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Giving Compass' Take:
• Matt Barnum explains that the abundance and availability of data from North Carolina make it a popular state for education research. Other states need to improve their data policies to help diversify the available data sets.
• How can funders work to make education data more available while protecting individual students?
• Learn about democratizing data for better preschool policy.
Barbeque. Basketball rivalries. The Blue Ridge Mountains.
It’s something else North Carolina is known for, at least among a subset of social scientists.
“North Carolina has really done something special,” says Amy Ellen Schwartz, a professor and the editor of Education Finance and Policy, an academic journal.
“If you look over the last 20 years and focus on the highest quality work, it’s disproportionately work that comes from North Carolina data,” says Dan Goldhaber, an education professor at the University of Washington at Bothell.
North Carolina students aren’t more interesting or easier to find. But a disproportionate share of education research — and therefore, a disproportionate amount of what we know about how certain policies work — comes out of the Tar Heel State.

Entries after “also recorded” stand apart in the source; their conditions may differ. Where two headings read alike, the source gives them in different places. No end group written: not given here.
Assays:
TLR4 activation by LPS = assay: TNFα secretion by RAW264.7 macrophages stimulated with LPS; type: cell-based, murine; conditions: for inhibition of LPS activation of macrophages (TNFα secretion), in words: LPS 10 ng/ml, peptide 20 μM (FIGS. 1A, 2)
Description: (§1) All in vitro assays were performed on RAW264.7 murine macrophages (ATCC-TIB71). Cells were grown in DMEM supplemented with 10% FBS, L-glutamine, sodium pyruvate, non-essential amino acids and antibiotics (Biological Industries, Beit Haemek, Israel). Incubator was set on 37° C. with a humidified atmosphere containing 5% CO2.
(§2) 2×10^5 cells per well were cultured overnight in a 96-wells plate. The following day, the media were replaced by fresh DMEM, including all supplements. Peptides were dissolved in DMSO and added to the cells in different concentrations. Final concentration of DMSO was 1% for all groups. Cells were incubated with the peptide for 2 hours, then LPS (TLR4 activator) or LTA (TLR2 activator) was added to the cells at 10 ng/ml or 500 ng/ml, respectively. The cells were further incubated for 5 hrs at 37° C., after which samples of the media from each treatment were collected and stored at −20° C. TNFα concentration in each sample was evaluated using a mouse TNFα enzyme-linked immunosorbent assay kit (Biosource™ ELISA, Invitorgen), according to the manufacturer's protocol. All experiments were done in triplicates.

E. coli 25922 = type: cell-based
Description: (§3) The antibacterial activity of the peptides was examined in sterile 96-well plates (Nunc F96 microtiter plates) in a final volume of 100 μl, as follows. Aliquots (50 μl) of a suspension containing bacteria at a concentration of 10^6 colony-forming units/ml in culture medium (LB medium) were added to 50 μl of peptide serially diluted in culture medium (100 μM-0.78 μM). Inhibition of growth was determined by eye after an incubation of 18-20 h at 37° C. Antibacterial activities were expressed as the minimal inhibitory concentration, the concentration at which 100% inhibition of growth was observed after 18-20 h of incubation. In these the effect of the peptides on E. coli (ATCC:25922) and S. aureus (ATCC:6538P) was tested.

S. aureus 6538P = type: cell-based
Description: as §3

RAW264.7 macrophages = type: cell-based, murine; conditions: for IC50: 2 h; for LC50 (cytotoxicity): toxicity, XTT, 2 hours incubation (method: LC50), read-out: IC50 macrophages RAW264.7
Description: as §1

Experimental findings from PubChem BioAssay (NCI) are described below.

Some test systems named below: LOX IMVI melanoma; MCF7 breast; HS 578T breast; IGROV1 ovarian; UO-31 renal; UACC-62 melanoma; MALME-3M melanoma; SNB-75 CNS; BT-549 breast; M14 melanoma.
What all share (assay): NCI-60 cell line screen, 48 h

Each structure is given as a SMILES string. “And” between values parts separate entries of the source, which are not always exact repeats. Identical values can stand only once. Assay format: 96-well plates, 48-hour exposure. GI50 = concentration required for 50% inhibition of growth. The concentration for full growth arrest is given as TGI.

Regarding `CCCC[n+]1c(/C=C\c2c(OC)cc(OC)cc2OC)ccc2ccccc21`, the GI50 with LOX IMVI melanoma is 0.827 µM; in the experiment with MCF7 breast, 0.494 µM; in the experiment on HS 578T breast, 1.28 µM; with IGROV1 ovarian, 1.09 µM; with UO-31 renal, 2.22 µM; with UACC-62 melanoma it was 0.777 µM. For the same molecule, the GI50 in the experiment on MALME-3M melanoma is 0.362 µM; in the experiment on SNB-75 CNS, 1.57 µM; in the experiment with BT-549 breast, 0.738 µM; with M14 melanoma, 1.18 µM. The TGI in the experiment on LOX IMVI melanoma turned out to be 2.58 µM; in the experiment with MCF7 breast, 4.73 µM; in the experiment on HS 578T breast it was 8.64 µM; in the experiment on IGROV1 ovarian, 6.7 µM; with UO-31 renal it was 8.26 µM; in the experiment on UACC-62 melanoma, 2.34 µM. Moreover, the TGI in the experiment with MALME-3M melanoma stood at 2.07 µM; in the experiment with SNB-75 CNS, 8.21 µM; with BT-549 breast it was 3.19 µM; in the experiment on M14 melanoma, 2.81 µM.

North Carolina’s popularity is tied to the fact that it is one of the few states where researchers can get student data (that has been anonymized) from a third party, in this case a research center established in 2000 that operates out of Duke University. In most states, the state education department or other state agency controls that information. Many states and districts lack the resources, streamlined systems, or staff capacity that North Carolina’s center has to meet researchers’ requests.
That center also separates policymakers and the keepers of the data — which may be crucial for ensuring information is made available.
Read the full article about education research by Matt Barnum at Chalkbeat.